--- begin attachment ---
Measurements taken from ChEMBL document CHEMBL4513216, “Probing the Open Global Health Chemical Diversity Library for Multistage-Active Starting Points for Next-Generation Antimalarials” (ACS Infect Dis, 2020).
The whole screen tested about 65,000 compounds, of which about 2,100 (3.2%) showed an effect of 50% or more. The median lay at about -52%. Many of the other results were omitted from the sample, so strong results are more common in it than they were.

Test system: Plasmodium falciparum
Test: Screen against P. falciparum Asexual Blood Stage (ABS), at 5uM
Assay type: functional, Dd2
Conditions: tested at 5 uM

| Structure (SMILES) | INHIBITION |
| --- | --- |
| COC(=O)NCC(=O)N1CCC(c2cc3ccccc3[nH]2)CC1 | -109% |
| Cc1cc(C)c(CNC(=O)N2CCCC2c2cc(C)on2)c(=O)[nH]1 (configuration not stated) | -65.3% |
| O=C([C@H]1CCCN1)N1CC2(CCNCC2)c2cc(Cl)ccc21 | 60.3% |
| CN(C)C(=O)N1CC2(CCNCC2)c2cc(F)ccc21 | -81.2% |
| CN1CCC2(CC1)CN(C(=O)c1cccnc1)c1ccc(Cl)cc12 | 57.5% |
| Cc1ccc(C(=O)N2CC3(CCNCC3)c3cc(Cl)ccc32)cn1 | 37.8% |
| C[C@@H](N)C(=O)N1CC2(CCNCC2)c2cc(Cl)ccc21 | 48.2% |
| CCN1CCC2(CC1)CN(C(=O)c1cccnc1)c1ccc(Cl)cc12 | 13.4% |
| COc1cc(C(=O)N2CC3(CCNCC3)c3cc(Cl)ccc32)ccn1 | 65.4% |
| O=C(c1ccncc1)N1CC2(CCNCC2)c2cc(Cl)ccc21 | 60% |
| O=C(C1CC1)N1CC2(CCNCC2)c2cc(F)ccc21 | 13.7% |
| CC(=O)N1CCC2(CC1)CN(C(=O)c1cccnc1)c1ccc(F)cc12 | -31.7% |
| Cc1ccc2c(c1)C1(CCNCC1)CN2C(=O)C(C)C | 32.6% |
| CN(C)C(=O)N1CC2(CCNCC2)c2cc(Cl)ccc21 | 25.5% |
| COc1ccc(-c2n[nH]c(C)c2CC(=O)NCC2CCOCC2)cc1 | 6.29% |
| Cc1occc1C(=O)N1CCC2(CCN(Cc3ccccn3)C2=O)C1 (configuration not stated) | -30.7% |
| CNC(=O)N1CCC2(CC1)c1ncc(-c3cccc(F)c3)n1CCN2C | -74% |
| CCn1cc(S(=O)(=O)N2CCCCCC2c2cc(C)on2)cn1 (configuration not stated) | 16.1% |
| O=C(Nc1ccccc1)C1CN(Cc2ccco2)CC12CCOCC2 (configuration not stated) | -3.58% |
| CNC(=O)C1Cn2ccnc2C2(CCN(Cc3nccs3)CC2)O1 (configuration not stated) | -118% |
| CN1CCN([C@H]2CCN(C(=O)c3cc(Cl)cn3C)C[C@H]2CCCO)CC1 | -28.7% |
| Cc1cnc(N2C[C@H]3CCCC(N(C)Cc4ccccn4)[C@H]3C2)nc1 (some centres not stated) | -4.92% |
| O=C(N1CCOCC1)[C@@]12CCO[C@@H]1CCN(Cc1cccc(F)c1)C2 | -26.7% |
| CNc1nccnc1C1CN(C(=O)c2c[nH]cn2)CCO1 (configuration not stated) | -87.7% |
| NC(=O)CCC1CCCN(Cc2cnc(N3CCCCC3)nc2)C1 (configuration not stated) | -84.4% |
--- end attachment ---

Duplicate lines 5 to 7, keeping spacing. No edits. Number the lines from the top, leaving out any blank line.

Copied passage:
Assay type: functional, Dd2
Conditions: tested at 5 uM

| Structure (SMILES) | INHIBITION |